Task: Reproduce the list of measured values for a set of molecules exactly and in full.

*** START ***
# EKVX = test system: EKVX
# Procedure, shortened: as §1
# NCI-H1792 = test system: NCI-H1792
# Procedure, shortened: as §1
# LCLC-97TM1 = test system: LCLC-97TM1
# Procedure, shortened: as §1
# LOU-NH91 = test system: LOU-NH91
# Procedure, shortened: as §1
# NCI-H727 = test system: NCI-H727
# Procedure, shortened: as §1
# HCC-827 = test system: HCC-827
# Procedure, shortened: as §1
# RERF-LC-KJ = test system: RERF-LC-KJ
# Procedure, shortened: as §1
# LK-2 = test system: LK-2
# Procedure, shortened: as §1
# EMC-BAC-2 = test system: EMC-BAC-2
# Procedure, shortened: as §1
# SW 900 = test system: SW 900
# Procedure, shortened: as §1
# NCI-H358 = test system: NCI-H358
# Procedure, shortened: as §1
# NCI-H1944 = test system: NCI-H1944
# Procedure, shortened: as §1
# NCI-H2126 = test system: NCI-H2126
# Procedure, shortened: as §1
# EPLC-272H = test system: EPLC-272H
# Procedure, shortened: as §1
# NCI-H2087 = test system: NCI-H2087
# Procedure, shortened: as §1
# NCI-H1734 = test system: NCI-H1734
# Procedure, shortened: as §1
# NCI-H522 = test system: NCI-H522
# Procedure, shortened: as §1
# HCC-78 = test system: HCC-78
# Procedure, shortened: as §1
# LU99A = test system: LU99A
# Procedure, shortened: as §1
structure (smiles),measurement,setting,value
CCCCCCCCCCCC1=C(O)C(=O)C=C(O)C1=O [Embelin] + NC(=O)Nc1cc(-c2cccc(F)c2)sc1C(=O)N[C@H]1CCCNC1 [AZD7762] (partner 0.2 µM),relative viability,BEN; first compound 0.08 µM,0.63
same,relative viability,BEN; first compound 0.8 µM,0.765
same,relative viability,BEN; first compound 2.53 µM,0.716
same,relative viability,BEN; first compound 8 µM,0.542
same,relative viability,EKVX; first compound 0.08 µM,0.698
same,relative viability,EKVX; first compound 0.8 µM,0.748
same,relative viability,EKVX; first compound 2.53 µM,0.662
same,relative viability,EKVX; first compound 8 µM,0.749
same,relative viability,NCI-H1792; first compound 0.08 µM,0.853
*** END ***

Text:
# EKVX = test system: EKVX
# Procedure, shortened: as §1
# NCI-H1792 = test system: NCI-H1792
# Procedure, shortened: as §1
# LCLC-97TM1 = test system: LCLC-97TM1
# Procedure, shortened: as §1
# LOU-NH91 = test system: LOU-NH91
# Procedure, shortened: as §1
# NCI-H727 = test system: NCI-H727
# Procedure, shortened: as §1
# HCC-827 = test system: HCC-827
# Procedure, shortened: as §1
# RERF-LC-KJ = test system: RERF-LC-KJ
# Procedure, shortened: as §1
# LK-2 = test system: LK-2
# Procedure, shortened: as §1
# EMC-BAC-2 = test system: EMC-BAC-2
# Procedure, shortened: as §1
# SW 900 = test system: SW 900
# Procedure, shortened: as §1
# NCI-H358 = test system: NCI-H358
# Procedure, shortened: as §1
# NCI-H1944 = test system: NCI-H1944
# Procedure, shortened: as §1
# NCI-H2126 = test system: NCI-H2126
# Procedure, shortened: as §1
# EPLC-272H = test system: EPLC-272H
# Procedure, shortened: as §1
# NCI-H2087 = test system: NCI-H2087
# Procedure, shortened: as §1
# NCI-H1734 = test system: NCI-H1734
# Procedure, shortened: as §1
# NCI-H522 = test system: NCI-H522
# Procedure, shortened: as §1
# HCC-78 = test system: HCC-78
# Procedure, shortened: as §1
# LU99A = test system: LU99A
# Procedure, shortened: as §1
structure (smiles),measurement,setting,value
CCCCCCCCCCCC1=C(O)C(=O)C=C(O)C1=O [Embelin] + NC(=O)Nc1cc(-c2cccc(F)c2)sc1C(=O)N[C@H]1CCCNC1 [AZD7762] (partner 0.2 µM),relative viability,BEN; first compound 0.08 µM,0.63
same,relative viability,BEN; first compound 0.8 µM,0.765
same,relative viability,BEN; first compound 2.53 µM,0.716
same,relative viability,BEN; first compound 8 µM,0.542
same,relative viability,EKVX; first compound 0.08 µM,0.698
same,relative viability,EKVX; first compound 0.8 µM,0.748
same,relative viability,EKVX; first compound 2.53 µM,0.662
same,relative viability,EKVX; first compound 8 µM,0.749
same,relative viability,NCI-H1792; first compound 0.08 µM,0.853